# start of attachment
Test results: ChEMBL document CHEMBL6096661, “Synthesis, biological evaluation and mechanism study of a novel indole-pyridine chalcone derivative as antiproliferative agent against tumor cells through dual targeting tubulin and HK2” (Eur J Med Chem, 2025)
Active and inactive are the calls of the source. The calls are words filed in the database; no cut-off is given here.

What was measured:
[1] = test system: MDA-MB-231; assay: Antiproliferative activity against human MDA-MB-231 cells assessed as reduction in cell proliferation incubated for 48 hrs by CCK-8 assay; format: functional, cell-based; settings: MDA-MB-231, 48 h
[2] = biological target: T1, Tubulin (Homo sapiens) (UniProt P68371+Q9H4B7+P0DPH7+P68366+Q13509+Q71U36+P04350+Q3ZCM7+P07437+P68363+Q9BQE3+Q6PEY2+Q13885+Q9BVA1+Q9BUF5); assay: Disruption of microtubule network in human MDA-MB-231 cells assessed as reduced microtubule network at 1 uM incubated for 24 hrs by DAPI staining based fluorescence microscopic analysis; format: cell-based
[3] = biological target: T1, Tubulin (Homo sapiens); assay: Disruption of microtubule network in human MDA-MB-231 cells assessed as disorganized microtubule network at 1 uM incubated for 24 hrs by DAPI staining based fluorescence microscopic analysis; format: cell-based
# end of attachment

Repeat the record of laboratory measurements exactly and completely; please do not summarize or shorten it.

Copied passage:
Test results: ChEMBL document CHEMBL6096661, “Synthesis, biological evaluation and mechanism study of a novel indole-pyridine chalcone derivative as antiproliferative agent against tumor cells through dual targeting tubulin and HK2” (Eur J Med Chem, 2025)
Active and inactive are the calls of the source. The calls are words filed in the database; no cut-off is given here.

What was measured:
[1] = test system: MDA-MB-231; assay: Antiproliferative activity against human MDA-MB-231 cells assessed as reduction in cell proliferation incubated for 48 hrs by CCK-8 assay; format: functional, cell-based; settings: MDA-MB-231, 48 h
[2] = biological target: T1, Tubulin (Homo sapiens) (UniProt P68371+Q9H4B7+P0DPH7+P68366+Q13509+Q71U36+P04350+Q3ZCM7+P07437+P68363+Q9BQE3+Q6PEY2+Q13885+Q9BVA1+Q9BUF5); assay: Disruption of microtubule network in human MDA-MB-231 cells assessed as reduced microtubule network at 1 uM incubated for 24 hrs by DAPI staining based fluorescence microscopic analysis; format: cell-based
[3] = biological target: T1, Tubulin (Homo sapiens); assay: Disruption of microtubule network in human MDA-MB-231 cells assessed as disorganized microtubule network at 1 uM incubated for 24 hrs by DAPI staining based fluorescence microscopic analysis; format: cell-based